Laying tonnes of raw material straight onto carpeted floors was always going to be a problem not just in regard to the bump in, but also in bumping all the material out.  So I decided the whole floor space was going to need to be layed out with builders plastic and three ply. 

 

Once engineering and weight bearing specs for the floor space were ticked off.  The plastic and three ply layed (to protect the floor) I drew the design onto the floor and started bumping in the tonnes of stone, sand and timber.

Bumping in of Stone, Sand and Timber

The next big hurdle was the bump in time frame and access points to the gallery.  There was very little storage space and everything had to be wheel barrowed in.  I was given 6 days to bump in the installation and could only work in Gallery opening times (9am to 5pm) so I decided to get two friends to assist me with the labour and lifting component.

 

After 6 days, 8 tonnes of basalt, 3 tonnes of brickies sand, packed and washed, 2 tonnes of miscellaneous rock, pebbles, shell grit and 1 tonne of timber had been bumped in, placed, cleaned up and sorted.  Created was one temporary  large scale indoor installation.

 

After completing the 200sqm ground installation the opening took place without a hitch and it was said that over 6 weeks over 2000 people passed through the installations whilst it was in the gallery space.

 

Bump out was another quick turn around with it taking 4 days.  Most of the material either crane trucked or trailered back to Jan Juc.(studio space) 

 

In post production meetings with the events team (City of Greater Geelong, artistic director Meme McDonald and principal artists Malcolm McKinnon, Donna Jackson and myself) it was concluded by City of Greater Geelong (being the client) that the first phase of the event was a great success and with a great deal of excitement and anticipation about phase two and phase three (as stated early), being well on the way.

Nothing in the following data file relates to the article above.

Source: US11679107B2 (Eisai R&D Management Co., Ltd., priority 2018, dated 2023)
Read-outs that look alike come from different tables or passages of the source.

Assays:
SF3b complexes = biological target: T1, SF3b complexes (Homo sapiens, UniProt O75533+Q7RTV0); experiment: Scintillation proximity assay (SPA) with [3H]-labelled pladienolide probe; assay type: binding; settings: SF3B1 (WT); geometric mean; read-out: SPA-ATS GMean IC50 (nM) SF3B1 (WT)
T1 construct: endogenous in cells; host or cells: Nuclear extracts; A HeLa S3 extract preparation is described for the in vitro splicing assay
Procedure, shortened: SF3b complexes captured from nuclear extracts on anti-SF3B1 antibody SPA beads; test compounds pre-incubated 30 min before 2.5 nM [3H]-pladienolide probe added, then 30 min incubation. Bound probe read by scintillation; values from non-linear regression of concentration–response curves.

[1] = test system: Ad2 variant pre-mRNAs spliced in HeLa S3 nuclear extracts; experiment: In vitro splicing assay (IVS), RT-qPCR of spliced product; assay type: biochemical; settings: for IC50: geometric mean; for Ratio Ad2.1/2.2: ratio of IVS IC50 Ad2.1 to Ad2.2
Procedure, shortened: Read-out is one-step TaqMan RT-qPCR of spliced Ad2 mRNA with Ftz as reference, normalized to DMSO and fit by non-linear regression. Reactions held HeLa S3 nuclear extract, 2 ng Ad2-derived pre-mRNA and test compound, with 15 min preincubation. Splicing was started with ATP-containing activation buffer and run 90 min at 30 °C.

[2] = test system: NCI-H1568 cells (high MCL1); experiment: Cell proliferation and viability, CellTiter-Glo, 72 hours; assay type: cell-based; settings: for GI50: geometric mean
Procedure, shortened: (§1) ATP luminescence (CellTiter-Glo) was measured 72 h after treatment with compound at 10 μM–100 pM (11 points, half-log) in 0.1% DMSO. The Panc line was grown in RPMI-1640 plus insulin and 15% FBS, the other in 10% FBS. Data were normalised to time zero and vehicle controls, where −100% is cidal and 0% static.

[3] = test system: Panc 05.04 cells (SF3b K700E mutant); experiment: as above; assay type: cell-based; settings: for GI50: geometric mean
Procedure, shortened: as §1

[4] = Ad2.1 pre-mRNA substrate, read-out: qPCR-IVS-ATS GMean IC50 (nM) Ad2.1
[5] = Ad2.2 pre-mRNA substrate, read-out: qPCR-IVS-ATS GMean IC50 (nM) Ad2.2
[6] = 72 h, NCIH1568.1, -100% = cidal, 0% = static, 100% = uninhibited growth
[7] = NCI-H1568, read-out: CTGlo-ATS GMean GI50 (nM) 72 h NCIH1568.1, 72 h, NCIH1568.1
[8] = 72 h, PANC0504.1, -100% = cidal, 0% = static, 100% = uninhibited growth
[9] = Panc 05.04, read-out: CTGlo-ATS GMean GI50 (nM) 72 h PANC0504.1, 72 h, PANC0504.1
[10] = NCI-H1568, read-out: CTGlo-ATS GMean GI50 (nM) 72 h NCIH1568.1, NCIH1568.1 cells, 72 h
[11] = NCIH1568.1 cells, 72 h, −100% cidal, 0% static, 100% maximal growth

Analysis & Conclusion

The reason I had a closer look at these three installations and the reason these three specific installations were picked were because all three were created whilst doing this course over the past two years.  All three were relevant to the topic of my masters paper and presentation.  Also all three installations were  from my perspective a little out of the norm in regard to how public installations are initiated.

 

Generally most of the works you've seen throughout this project have been crated through the processes of either expression of interest, artist in residence or created for councils art agenda.

 

Where these three works were (for myself) outside of the norm, was the first sculpture Carcarcles Angustines was originally set up and I was asked to create by the means of a public sculpture show (Lorne Sculpture Show the 'Littoral Edge').  Generally not the format for creating site specific installations (having said that I think there should be a sculpture show that specifically requires site specific works created for that place and space).

 

The second installation, The Ancient Yarra was created for a council (Bay City Council,as expression of interest) relating too or inspired by someone else's specific story about a place. That person being   Carolyn Briggs. My job was to create  the concept, design and installation.   This process again whilst not new   to me, is one I’m involved in often.  The third installation was an installation created in a Gallery space, something I rarely do.  This by its very nature as a stand alone project (although fits into the theme of mapping waterways), could be argued that in a gallery space may not be seen as a public installation.